Tomorrow at Topos in Ridgewood, Brooklyn, the artist and performer Alaina Stamatis will celebrate the release of “Whenever I’m Finished” – a new collection of erotic poetry with accompanying watercolor images by Am Schmidt – with a night of performance and readings.
The book, published by JMC Aggregate, is a collection of poems that Stamatis has been performing over the winter, often in collaboration with the musician G Lucas Crane. In a phone interview, she described them as “kind of like slam poetry except not like slam poetry at all,” going on to place the performative nature of the work in the tradition of stand-up comedy just as much as poetry-in-earnest.
Many of the pieces were initially conceived on Twitter, workshopped at alternative spaces around the city, and then modified based on crowd response. The poems in “Whenever I’m Finished” bear the fruit of this process.
Whenever you post a YouTube
Of a classic phish concert
From the nineteen nineties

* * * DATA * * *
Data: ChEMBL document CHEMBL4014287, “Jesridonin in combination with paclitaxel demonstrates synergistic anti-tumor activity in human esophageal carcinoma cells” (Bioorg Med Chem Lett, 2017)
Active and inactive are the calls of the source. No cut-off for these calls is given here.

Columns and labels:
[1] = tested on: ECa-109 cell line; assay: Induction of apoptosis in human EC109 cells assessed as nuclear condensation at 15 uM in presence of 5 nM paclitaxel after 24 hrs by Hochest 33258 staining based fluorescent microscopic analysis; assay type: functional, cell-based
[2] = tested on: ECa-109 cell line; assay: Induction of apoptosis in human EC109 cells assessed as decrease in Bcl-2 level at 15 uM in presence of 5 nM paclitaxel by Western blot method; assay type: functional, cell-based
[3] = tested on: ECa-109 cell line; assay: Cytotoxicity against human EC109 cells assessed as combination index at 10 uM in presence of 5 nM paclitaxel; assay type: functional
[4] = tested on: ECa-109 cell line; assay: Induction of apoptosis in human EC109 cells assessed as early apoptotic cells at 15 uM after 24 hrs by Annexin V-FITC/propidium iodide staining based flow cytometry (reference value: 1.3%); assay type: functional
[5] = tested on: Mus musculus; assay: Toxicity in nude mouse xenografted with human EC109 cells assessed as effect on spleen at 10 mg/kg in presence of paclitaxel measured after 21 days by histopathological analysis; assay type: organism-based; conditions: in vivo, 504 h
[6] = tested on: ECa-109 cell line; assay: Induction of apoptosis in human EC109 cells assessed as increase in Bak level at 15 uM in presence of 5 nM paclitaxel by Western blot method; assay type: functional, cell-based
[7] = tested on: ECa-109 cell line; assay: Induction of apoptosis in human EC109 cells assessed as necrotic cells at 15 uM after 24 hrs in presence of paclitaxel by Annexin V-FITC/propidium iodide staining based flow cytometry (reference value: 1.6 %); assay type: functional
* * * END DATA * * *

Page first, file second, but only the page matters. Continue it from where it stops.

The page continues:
To your Facebook you oughta
Know that I’m rolling around
With my face-sized iPad Air
On the waterbed
Covered in baby oil
Listening to the words of trey anastasio
And assuming you’re thinking them
The book’s combination of serif’d text and soft watercolor paintings by Schmidt purposefully recall the work of Shel Silverstein. Stamatis “mentioned ‘senselessly-sexual self-reflection’ and I ran with it,” Schmidt said via email. “The images are inspired by both the general tone and by specific moments of her writing without being literal illustrations per se.”
For the release party, Stamatis has curated a diverse program that features a mixture of artists, musicians and performers, including the enigmatic Greem Jellyfish and Jonathan Coward, known for his confrontational house music persona SHAMS.
Coward will be doing a first-time reading. “I’m going to be reading selected works from my Instagram,” Coward said. “We’ll see how that goes!” (Coward’s Instagram is a marvel of skeuomorphic cynicism. They would make interesting paintings.)
Although she has never performed in an actual comedy context, Stamatis, who is moving to Boston soon, expressed interest in crossing over the threshold from art to entertainment, partially out of the kind of boredom that comes from moving to a new city.
“I’ll have no friends and nothing to do, and no one is going to invite me to do anything, so I’m going to do stand-up,” she said.